SALT LAKE CITY — The NBA playoffs will resume on Saturday.
In a joint statement Friday, following two days of postponed games amid protests of police brutality, the National Basketball Players Association and the NBA announced that all parties had agreed to return to the court this weekend.
The Utah Jazz will resume their series again the Denver Nuggets on Sunday at 6:30 p.m. MDT in the Orlando bubble. The Jazz hold a 3-2 lead in the best-of-seven series. Utah returned to practice on Friday, but “in light of recent events” did not hold media availability.
Players, coaches, owners and the league have spent the last two days trying to figure out a more proactive plan to address the social issues the players ultimately sat out games to support.
"We had a candid, impassioned and productive conversation yesterday between NBA players, coaches and team governors regarding next steps to further our collective efforts and actions in support of social justice and racial equality,” the statement from NBA commissioner Adam Silver and NBPA executive director Michele Roberts said.
Those next steps include establishing a social justice coalition, using league arenas as voting sites, and dedicating advertisement space to promote voting information.
The social coalition will have representation from players, coaches and governors and will be focused on a broad range of issues. These include access to voting, promoting civic engagement, and advocating for police and criminal justice reform.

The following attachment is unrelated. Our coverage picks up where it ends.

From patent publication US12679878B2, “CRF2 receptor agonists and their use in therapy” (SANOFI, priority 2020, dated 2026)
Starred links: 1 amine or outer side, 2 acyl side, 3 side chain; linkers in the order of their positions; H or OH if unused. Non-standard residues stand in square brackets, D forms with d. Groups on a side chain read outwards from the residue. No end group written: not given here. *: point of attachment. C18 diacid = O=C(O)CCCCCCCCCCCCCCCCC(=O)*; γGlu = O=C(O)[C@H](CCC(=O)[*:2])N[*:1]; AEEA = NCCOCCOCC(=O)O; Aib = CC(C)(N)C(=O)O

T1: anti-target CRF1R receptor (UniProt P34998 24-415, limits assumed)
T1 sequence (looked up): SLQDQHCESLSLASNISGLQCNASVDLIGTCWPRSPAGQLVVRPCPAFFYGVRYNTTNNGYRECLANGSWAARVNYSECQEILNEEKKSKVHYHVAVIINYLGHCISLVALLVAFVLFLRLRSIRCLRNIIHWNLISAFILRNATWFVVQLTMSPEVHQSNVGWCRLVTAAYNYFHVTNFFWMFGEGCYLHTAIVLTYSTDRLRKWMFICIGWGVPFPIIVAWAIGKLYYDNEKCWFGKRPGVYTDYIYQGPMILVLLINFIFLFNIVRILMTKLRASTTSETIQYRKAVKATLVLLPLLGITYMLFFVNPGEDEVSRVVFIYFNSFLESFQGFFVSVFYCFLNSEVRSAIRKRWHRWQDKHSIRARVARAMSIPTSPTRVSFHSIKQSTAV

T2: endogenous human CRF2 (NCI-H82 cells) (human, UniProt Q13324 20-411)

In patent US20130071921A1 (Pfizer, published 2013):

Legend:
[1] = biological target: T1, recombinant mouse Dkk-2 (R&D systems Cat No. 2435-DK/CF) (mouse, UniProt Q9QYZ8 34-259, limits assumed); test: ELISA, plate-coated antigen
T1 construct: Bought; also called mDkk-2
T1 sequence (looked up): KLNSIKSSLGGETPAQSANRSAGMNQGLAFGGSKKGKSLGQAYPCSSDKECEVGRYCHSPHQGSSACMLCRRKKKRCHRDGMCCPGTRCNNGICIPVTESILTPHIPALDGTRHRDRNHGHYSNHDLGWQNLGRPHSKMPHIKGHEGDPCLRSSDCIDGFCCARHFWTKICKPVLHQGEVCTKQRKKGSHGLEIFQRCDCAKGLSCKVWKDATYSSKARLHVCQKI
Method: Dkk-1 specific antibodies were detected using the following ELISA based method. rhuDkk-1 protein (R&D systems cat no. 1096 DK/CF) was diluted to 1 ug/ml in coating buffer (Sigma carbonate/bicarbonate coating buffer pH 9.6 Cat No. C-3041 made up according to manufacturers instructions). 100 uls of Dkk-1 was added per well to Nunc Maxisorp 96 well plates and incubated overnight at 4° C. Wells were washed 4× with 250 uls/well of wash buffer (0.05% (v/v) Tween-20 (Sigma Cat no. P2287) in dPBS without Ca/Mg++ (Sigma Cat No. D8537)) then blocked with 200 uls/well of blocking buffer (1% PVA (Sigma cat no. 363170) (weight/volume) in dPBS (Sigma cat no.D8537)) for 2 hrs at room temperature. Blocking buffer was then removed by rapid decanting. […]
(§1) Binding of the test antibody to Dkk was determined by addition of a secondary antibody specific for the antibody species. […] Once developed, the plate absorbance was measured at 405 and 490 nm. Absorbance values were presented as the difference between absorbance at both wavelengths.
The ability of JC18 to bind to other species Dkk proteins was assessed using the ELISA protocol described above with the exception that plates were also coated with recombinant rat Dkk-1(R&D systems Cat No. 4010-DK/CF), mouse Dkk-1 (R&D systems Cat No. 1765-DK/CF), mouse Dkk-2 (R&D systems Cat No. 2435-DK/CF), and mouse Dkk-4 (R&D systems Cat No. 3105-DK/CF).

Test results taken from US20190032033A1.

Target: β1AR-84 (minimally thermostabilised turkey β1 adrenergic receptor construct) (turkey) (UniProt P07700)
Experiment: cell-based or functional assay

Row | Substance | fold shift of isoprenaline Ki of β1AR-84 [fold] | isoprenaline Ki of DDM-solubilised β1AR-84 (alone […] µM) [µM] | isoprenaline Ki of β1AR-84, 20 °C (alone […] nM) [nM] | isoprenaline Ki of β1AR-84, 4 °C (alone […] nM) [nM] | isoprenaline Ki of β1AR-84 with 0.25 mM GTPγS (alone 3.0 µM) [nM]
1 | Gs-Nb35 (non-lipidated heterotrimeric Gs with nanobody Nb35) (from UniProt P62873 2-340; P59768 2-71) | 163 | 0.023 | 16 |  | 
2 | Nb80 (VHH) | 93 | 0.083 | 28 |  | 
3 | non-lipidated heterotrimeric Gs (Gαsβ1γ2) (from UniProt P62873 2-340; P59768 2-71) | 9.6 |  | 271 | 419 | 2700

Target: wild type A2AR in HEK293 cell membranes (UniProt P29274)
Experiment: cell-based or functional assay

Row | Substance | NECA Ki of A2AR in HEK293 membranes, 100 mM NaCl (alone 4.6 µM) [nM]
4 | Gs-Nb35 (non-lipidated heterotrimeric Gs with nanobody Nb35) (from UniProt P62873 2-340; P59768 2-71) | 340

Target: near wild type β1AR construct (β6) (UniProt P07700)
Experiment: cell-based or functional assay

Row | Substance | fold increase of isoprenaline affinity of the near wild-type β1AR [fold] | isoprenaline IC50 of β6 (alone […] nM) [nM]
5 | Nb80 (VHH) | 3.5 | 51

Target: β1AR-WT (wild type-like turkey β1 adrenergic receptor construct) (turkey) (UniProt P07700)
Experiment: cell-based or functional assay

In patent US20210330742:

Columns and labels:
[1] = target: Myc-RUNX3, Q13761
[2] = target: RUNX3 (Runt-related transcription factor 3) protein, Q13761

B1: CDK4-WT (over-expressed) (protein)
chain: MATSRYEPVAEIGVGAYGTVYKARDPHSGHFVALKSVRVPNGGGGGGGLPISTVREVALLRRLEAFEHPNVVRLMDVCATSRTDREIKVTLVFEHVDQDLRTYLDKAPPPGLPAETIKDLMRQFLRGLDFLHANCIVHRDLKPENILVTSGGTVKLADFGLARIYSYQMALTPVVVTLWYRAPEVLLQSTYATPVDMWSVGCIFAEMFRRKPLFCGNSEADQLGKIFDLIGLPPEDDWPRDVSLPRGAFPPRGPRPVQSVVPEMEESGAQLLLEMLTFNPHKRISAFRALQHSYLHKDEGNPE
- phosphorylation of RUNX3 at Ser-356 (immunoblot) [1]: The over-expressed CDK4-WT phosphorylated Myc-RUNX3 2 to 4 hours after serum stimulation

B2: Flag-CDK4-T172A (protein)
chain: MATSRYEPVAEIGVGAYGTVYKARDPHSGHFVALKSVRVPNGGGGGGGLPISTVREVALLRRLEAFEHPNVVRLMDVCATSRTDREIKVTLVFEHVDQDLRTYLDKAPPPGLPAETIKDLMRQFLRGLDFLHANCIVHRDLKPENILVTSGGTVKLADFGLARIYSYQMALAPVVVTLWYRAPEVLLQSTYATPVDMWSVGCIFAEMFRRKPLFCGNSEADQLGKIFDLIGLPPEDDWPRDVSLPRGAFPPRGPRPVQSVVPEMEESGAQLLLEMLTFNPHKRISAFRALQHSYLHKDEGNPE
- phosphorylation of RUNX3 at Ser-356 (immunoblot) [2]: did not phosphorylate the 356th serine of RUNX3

In cities where the league franchise owns and controls the arena, team governors are expected to convert the facility into a voting location. The Utah Jazz announced on Friday that Vivint Arena — along with three Megaplex Theatres locations — would be used for polling locations during November’s general election. The Atlanta Hawks, Detroit Pistons, Milwaukee Bucks, Sacramento Kings, Houston Rockets, and Charlotte Hornets have also already committed their arenas to be used as voting locations.
Throughout the remainder of the playoffs, the league will create and include advertising dedicated to “promoting greater civic engagement in national and local elections and raising awareness around voter access and opportunity.”
The actions are in response to player protests, which began Wednesday when the Milwaukee Bucks refused to take the court for their scheduled playoff game against the Orlando Magic. That protest led to each game since being postponed.
On Thursday, players, coaches and owners from all 13 teams still in the Orlando bubble, as well as Charlotte Hornets owner Michael Jordan, the chairman of the NBA's Labor Relations Committee, met to come up with specific points that will help lead to changes the players have been promoting since the NBA restarted in July.
"These commitments follow months of close collaboration around designing a safe and healthy environment to restart the NBA season, providing a platform to promote social justice, as well as creating an NBA Foundation focused on economic empowerment in the Black community,” the statement reads. "We look forward to the resumption of the playoffs and continuing to work together — in Orlando and in all NBA team markets — to push for meaningful and sustainable change."